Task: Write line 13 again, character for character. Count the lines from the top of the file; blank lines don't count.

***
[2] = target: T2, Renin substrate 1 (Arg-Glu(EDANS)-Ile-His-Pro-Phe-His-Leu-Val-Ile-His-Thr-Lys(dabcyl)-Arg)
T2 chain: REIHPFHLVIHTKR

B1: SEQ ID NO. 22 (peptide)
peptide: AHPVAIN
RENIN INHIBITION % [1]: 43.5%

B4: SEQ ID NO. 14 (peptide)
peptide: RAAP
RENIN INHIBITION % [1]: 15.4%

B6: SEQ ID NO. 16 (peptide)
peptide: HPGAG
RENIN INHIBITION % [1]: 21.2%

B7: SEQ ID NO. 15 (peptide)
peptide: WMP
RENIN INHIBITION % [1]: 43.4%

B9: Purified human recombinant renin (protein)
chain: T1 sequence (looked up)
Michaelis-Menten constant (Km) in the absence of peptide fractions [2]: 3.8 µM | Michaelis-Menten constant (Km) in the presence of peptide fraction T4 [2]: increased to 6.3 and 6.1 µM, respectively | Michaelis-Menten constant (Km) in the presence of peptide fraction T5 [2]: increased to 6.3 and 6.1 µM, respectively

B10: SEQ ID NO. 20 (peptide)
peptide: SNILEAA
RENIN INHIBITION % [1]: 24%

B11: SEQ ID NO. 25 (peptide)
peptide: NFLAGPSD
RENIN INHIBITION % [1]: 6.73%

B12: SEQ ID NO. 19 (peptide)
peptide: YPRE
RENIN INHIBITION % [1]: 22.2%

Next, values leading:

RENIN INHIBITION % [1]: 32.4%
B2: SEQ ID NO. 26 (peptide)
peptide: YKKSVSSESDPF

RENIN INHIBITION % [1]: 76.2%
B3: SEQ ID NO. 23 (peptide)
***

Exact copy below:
peptide: WMP